For four years-1865-1869-during the lively era of constructing the Pacific railroad and its branches, no less than 250,000 buffaloes were slaughtered in Kansas and other western states. From 1869 to 1876 the greatest slaughter took place, and the number in those years slain ran up into the millions. The animals had become quite scarce in the later '70's and the early '80's, yet no less than one and a half million buffaloes were killed The year 1870 was a great year in hunting the buffalo, during which time upwards of two million were killed in Kansas, Indian Territory and Texas. ''

The most conspicuous person engaged in the great slaughter was the intrepid scout and Indian fighter, Col. William F. Cody who has been more familiarly known as "Buffalo Bill." In 1867, when the Kansas Pacific railroad was being built across the plains to Denver, Cody, then a young man, made a contract with the railway officials to keep its officials supplied with buffalo meat. For doing this he received $500 per month. He was engaged in this work eighteen months, during which time he killed an average of about eight a day-in all 4280 buffaloes; and this is how Cody be- came the renowned "Buffalo Bill."

(4) Samuel Prouty, Dodge City Globe (18th August, 1885)

The experience of all cattle towns is that their growth has been held in check during the period when they depended upon the cattle traffic for support. The country surrounding could not be developed while it was being held for stock ranges. Abilene, Wichita, Newton, Ellsworth and Great Bend have all been cattle towns. They all supposed they would be ruined when the cattle trails departed from them. They were mistaken. Those towns all shot ahead with amazing rapidity when the cattle business left them. Dodge city has been for the past ten years an exclusive cattle town. The cattle traffic made money for its citizens but it did not make a town. It was a question whether the country would ever warrant the making of a respectable town here. The rains of the past three years, the assurance that the soil of the country is susceptible of successful cultivation, the recent absorption of the public domain by settlers, the removal of the cattle trail and the rapidly disappearing cowboy, have now thoroughly convinced our people that a permanent commercial metropolis at this point is demanded by the needs of the country.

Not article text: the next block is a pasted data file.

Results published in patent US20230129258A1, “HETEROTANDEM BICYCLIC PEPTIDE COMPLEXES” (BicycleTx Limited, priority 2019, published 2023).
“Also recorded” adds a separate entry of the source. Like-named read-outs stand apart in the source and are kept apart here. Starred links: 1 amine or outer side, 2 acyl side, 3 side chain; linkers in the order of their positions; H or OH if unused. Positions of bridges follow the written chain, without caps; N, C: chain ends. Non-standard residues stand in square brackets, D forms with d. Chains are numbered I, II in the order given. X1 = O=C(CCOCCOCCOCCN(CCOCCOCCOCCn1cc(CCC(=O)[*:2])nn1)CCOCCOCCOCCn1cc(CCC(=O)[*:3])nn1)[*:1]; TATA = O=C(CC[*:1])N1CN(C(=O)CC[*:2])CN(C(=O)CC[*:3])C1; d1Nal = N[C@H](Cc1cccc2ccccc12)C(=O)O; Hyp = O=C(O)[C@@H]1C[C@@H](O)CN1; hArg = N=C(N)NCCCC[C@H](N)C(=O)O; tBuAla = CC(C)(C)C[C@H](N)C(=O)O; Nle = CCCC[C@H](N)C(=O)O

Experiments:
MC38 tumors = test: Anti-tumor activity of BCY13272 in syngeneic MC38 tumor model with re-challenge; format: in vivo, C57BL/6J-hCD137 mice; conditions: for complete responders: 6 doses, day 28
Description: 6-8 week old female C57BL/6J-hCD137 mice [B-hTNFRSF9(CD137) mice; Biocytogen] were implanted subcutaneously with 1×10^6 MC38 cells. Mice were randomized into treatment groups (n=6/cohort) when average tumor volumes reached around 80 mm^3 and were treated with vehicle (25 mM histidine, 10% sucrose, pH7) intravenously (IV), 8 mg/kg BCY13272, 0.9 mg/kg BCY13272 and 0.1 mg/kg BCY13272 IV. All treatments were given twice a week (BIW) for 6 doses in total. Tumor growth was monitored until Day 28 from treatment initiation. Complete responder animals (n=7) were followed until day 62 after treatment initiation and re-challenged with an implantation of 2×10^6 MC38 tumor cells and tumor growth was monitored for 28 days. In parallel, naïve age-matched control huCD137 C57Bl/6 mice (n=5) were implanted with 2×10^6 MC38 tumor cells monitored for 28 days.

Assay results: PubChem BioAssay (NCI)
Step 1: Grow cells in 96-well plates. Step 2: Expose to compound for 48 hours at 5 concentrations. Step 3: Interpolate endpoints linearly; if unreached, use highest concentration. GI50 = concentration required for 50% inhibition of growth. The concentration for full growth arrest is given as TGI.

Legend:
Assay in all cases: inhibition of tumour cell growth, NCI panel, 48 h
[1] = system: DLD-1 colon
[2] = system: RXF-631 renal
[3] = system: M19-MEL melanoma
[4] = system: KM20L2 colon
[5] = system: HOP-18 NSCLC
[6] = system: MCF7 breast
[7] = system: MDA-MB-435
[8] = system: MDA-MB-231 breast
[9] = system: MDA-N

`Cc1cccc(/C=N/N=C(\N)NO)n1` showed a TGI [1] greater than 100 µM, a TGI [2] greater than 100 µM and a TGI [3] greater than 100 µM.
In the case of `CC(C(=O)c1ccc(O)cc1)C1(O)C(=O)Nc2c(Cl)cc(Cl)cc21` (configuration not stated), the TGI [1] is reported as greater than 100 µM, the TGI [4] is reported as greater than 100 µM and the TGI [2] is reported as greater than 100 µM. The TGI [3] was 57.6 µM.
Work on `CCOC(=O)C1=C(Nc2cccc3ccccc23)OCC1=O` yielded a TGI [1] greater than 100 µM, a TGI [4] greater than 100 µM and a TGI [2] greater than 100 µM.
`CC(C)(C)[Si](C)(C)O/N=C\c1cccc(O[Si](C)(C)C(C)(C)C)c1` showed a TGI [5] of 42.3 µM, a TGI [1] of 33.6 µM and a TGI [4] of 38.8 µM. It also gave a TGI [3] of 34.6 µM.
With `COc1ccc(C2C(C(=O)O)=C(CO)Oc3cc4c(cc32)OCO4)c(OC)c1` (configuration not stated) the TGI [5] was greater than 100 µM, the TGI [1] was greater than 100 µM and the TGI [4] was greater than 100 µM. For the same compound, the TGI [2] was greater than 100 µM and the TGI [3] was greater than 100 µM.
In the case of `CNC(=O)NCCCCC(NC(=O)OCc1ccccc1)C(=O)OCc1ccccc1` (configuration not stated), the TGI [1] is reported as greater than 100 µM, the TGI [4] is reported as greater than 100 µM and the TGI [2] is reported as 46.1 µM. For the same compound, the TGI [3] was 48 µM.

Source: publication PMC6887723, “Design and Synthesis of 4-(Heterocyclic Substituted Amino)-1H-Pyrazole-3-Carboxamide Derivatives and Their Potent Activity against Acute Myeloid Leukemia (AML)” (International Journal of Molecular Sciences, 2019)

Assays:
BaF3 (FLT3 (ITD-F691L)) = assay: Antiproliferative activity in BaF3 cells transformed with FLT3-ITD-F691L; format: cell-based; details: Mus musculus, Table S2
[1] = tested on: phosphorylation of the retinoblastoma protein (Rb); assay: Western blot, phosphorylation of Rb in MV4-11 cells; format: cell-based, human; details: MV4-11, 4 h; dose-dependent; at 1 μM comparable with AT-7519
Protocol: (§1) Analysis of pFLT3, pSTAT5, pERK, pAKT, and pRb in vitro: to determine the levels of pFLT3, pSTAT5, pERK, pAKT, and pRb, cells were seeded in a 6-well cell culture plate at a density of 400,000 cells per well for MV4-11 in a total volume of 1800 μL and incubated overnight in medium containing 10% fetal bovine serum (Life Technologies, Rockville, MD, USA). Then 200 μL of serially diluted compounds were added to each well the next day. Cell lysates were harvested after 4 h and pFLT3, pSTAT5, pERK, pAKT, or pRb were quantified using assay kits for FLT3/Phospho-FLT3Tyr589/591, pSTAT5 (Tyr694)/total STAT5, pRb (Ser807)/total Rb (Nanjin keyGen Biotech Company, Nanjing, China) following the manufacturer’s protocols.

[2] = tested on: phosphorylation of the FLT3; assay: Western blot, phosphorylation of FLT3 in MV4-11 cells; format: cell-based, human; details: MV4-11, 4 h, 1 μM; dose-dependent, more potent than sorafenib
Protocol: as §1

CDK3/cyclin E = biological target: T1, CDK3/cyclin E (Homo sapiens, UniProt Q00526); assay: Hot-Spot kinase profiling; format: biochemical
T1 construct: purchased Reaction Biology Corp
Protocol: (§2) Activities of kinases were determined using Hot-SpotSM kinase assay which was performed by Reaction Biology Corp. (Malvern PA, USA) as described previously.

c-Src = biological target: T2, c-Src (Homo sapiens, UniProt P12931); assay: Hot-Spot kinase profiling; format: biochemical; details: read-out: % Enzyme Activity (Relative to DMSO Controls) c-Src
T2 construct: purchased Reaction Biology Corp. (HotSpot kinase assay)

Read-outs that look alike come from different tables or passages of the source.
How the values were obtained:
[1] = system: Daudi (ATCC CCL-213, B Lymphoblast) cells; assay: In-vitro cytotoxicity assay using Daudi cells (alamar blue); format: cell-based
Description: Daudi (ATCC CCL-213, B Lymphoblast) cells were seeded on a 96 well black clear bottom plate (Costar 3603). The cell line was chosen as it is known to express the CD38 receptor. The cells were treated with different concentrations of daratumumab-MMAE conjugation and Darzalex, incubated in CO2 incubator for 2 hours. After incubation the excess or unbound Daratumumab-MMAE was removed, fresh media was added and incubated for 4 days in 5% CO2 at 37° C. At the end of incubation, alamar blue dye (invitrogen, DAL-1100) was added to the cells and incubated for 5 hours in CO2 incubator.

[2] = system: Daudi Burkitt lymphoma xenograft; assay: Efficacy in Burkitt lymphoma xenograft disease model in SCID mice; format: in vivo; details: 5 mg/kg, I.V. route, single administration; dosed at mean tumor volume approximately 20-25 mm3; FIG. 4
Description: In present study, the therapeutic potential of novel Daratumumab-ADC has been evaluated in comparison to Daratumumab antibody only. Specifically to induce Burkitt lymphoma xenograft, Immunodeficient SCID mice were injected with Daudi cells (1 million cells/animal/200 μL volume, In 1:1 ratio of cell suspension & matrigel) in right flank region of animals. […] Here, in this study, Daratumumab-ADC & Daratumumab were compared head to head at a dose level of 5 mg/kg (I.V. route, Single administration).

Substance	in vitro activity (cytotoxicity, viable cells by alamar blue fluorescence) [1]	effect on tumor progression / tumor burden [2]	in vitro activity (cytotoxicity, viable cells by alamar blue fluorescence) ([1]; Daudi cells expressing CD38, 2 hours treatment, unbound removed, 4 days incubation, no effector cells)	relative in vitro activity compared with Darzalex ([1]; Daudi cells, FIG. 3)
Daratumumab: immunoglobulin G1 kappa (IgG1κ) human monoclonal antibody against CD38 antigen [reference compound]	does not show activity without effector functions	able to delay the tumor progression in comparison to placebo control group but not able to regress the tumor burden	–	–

(5) John Martin, governor of Kansas, letter to Robert Wright, mayor of Dodge City (5th November, 1885)

The fact is the condition of affairs in Dodge, instead of improving, as I had hoped, seems to be growing worse. I hear, every now and then, of robberies committed on innocent strangers, who have come to Kansas to seek homes. Visitors inform me that the saloons are increasing, not only in numbers, but in depravity; and that thieves, desperadoes, gamblers and criminals generally, are multiplying. It is also alleged that these lawless characters dominate in the city; that they have terrorized all the better elements of society; that they openly and defiantly flaunt their viciousness and depravity; and that they appear to think there is no power or authority that can reach or punish them.

(6) Robert Wright, mayor of Dodge City, letter to John Martin, governor of Kansas (9th November, 1885)

You must recollect that our situation is different from that of other towns in the Eastern part of the State, which have always enjoyed the benefits of churches, schools & other civilizing influences. We have always been a frontier Town, where the wild & reckless sons of the Plains have congregated, their influences are still felt here, but we are rapidly overcoming them, let us alone & we will work out our own salvation in due season. I flatter myself that I know how to handle the boys, they cannot be driven. Please do not borrow trouble Governor about the conduct or management of Dodge City.